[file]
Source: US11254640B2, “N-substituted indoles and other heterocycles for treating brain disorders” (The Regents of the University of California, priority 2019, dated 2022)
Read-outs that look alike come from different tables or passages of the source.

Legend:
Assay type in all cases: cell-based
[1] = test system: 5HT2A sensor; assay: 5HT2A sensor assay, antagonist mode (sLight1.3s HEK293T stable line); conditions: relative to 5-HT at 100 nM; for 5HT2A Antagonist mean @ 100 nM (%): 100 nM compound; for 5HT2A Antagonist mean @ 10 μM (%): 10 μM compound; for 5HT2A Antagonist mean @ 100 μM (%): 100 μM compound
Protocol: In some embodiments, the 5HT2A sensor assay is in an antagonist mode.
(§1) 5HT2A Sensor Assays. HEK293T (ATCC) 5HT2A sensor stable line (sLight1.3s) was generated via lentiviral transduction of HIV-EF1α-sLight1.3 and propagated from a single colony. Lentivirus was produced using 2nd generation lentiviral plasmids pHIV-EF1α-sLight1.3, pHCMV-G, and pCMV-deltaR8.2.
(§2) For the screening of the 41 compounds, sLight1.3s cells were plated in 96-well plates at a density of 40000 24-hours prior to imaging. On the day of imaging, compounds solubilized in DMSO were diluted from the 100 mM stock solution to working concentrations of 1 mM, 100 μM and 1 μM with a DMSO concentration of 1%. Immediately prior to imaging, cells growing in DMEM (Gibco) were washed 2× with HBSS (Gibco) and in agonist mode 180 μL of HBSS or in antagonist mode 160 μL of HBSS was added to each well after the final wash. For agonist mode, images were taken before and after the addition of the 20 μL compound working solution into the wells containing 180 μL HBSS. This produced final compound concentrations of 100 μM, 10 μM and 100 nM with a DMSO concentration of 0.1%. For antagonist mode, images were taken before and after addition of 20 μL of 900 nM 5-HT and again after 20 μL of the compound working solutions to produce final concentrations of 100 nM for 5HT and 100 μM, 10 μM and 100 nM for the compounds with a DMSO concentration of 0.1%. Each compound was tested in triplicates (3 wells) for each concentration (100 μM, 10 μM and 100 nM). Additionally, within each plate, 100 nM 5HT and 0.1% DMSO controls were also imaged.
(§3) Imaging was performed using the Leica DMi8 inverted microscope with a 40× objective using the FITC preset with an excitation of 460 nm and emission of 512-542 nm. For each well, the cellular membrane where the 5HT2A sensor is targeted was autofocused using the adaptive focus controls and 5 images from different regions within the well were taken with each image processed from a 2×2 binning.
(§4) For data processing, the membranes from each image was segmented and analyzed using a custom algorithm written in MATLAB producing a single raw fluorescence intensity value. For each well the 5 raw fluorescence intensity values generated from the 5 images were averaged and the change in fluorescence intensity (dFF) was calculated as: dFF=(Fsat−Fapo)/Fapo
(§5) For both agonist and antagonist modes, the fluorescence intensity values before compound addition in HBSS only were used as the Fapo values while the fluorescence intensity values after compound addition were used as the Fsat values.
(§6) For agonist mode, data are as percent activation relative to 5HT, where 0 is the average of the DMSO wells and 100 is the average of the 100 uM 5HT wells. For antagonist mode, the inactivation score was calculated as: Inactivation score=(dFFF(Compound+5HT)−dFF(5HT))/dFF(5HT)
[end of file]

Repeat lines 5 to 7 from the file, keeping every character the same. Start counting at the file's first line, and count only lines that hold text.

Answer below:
[1] = test system: 5HT2A sensor; assay: 5HT2A sensor assay, antagonist mode (sLight1.3s HEK293T stable line); conditions: relative to 5-HT at 100 nM; for 5HT2A Antagonist mean @ 100 nM (%): 100 nM compound; for 5HT2A Antagonist mean @ 10 μM (%): 10 μM compound; for 5HT2A Antagonist mean @ 100 μM (%): 100 μM compound
Protocol: In some embodiments, the 5HT2A sensor assay is in an antagonist mode.
(§1) 5HT2A Sensor Assays. HEK293T (ATCC) 5HT2A sensor stable line (sLight1.3s) was generated via lentiviral transduction of HIV-EF1α-sLight1.3 and propagated from a single colony. Lentivirus was produced using 2nd generation lentiviral plasmids pHIV-EF1α-sLight1.3, pHCMV-G, and pCMV-deltaR8.2.